This morning when I looked over at Weston looking out the window a wave of love came over me, as it does so often with both of our little furry babes. Karen and/or I say, at least once a day I think, “I love them”. One of us always says it and the other one then always says, “I do too”. And we do. We love them. We love how they love us. How Weston always welcomes us home with a whole body wiggle and Riley always wants to lay in a lap. We love Weston’s kisses and the little girlie’s insistent pawing for a pet. We even love their more annoying habits, as you do with little beings you cherish. We love the schnoods. Like I loved how he was looking out the window this morning like a little person. Just as I love how, right now, he’s laying in my lap snuggling, looking back at me with those eyes with those deep deep feelings, and Riley is all curled up in Karen’s lap snuggling in close to her. We love them.
We love them.
The drive on day six was awesome. We went to Caffe Mela in Wenatchee before we started, as usual going to a local coffee place we’d found, and fueled up before heading to Leavenworth. It’s a quick drive over to Leavenworth from Wenatchee and we were there in 30 minutes or so. Not bad. The four of us wandered the town, looking in windows, walking in the grass, taking a couple of photos with the phone. Nice. Then it was on the road for the drive to Salem, by way of Portland.
We were pretty happy as we entered Oregon near The Dalles. I tried to take a photo of the entering Oregon sign, but Riley was on my lap and bumped my arm. I got a fantastic shot of the side of the bridge. The drive along 84, done so many times by both of us both separately and together, was gorgeous. We passed Multnomah Falls, Karen driving, and I tried to lean over and take a photo as we whizzed by. I think I got a great photo of the dog bed and a tiny view of the falls. Hilarious. My photo taking abilities were definitely lacking yesterday.
We stopped in Portland to pick up a half a tray of lasagna from our favorite Italian place, Piazza Italia. Yum. We’d called and ordered in advance because my honey has been craving this lasagna for a year. We had it for dinner. It was yummy.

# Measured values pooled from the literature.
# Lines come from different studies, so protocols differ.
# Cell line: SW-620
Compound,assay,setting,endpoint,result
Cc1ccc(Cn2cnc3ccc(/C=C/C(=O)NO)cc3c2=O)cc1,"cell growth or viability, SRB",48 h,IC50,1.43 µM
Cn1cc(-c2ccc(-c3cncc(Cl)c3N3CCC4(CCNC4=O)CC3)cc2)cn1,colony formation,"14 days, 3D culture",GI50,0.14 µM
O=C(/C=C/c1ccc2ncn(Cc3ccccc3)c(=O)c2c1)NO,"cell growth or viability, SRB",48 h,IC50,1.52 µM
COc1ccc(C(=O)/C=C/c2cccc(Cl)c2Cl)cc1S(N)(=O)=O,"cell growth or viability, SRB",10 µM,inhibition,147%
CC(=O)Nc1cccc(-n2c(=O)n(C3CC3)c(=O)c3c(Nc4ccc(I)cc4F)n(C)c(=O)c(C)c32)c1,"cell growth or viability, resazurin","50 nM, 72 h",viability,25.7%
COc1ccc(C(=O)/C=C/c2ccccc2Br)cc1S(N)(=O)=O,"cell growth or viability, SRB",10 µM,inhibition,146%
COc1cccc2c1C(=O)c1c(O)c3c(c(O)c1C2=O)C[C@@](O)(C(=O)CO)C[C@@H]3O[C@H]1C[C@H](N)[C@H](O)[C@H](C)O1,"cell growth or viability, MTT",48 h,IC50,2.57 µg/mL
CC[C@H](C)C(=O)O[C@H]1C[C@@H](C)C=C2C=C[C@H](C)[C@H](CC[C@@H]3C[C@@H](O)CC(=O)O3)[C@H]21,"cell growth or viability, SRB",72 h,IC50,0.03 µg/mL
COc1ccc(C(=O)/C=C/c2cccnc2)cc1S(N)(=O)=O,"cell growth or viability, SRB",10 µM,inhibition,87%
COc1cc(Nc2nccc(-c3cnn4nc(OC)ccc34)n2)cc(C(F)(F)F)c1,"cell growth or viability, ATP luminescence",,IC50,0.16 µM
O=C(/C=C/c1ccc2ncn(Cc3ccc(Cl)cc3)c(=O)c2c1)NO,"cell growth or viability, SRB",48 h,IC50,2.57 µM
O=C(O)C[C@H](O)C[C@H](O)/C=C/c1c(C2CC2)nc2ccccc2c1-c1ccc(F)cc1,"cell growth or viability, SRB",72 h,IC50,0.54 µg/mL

We arrived at Mom and Don’s last night about 6:00. 2584.1 miles, 8 states, 6 days and we finally were able to stop driving. Yay! Don’t get us wrong, we love road trips, but being able to stop and not have to drive the next day… lovely. The dogs are liking it too, though we’re sure they thought they lived in the car after spending so much time there over the last several days. They thought that was their life. Good thing they adjust pretty well as long as they’re with us. Kev was here to greet us, very nice. Nothing like a Kev hug on arrival.
Next on the agenda… enjoy this fantastic Oregon weather. It’s supposed to be low to mid 80’s very low humidity the next several days. Lovely lovely.
I love words and this is a great one. Pronunciamento. Meaning… pro·nun·ci·a·men·to [pruh-nuhn-see-uh-men-toh, -shee-uh-] noun, plural pro·nun·ci·a·men·tos. a proclamation; manifesto; edict.
I came across this one today as I was looking around the dictionary. Or more precisely, in this new age, dictionary.com. It’s a wonderful word found in a wonderful place. Dictionaries are exciting, to me anyway. I’ve been reading them since I knew what one was and found one in our house. Words. Wonderful.
I used to play word games with some of my work mates. Emails going around with sentences made up of words with the same letter. Peter picked pickled peppers. Like that. We’d start with A and work our way to Z and back again, or we’d rhyme, or be cute some other way with wonderful wacky words. Fun, to us anyway. We’d stretch our minds, our vocabularies, and we’d laugh and laugh. Words are good like that.
Today as I looked around I came across this great word. Had never heard of it. And now I love it. I am also, I think, going to use it here. Make a pronunciamento about things I’d like to do this summer… a proclamation of sorts. Here, publicly, live and “in person”. Maybe if I put some things down here I will do some of them… maybe I already have. Maybe I would anyway. No matter… it’s a fun exercise.
(Riley is playing with her Uncle Kevin right now… he’s rubbing her belly, she’s growling, barking, and jumping up to wiggle around and play bite at him. She’s like popcorn. It’s cute. They missed each other.)
Anyway… back to the pronunciamento.
100 things to do this summer… and in life.
- Be present.
- Act with grace.
- Ride my bike around town.
- Use the frisbee golf set I purchased.
- Play with Sebastian.
- Eat grapes.
- Get my photos better organized.
- See an opera again.
- Hold hands.
- Be patient with people.
- Sing loudly in moving vehicles.
- Eat more whole food, less processed food.
- Play guitar again.
- Travel to foreign places.
- Be silly.
- Dance suddenly and randomly at home, and sometimes in public.
- Be child like.
- Hug my honey more than I already do.
- Use the library more than I do.
- Make pudding.
- Sleep outside.
- Be less afraid.
- Live more sustainably.
- Don’t buy anything for myself, including music, clothes, videos, etc. unless it’s second hand. (related to previous point)
- See a few movies in the park.
- Stop and listen to live music (street corners, festival bands, etc.)
- Paint something.
- Go to the drive in.
- Take photographs that inspire me.
- Continue to evolve.
- Give more than I get.
- Show respect to strangers.
- Buy meat from a farmer.
- Write and send actual letters.
- Study other cultures and ideas.
- Honor my ancestors.